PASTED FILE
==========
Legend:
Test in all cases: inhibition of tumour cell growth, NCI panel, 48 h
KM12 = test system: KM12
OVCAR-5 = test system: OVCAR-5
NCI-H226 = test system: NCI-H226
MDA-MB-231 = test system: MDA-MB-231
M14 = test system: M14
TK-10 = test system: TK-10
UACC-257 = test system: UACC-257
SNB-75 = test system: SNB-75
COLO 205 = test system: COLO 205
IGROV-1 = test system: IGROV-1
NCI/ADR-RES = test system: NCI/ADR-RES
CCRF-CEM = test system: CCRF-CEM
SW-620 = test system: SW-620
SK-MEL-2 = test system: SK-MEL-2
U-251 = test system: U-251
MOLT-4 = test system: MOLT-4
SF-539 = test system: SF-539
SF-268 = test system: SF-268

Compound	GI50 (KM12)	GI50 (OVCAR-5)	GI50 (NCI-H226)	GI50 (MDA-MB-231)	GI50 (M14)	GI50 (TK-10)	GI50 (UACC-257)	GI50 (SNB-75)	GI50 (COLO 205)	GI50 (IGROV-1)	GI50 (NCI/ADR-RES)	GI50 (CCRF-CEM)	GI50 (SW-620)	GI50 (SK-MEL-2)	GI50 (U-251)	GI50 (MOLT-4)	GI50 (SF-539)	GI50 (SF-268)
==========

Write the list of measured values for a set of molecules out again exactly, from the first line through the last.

Legend:
Test in all cases: inhibition of tumour cell growth, NCI panel, 48 h
KM12 = test system: KM12
OVCAR-5 = test system: OVCAR-5
NCI-H226 = test system: NCI-H226
MDA-MB-231 = test system: MDA-MB-231
M14 = test system: M14
TK-10 = test system: TK-10
UACC-257 = test system: UACC-257
SNB-75 = test system: SNB-75
COLO 205 = test system: COLO 205
IGROV-1 = test system: IGROV-1
NCI/ADR-RES = test system: NCI/ADR-RES
CCRF-CEM = test system: CCRF-CEM
SW-620 = test system: SW-620
SK-MEL-2 = test system: SK-MEL-2
U-251 = test system: U-251
MOLT-4 = test system: MOLT-4
SF-539 = test system: SF-539
SF-268 = test system: SF-268

Compound	GI50 (KM12)	GI50 (OVCAR-5)	GI50 (NCI-H226)	GI50 (MDA-MB-231)	GI50 (M14)	GI50 (TK-10)	GI50 (UACC-257)	GI50 (SNB-75)	GI50 (COLO 205)	GI50 (IGROV-1)	GI50 (NCI/ADR-RES)	GI50 (CCRF-CEM)	GI50 (SW-620)	GI50 (SK-MEL-2)	GI50 (U-251)	GI50 (MOLT-4)	GI50 (SF-539)	GI50 (SF-268)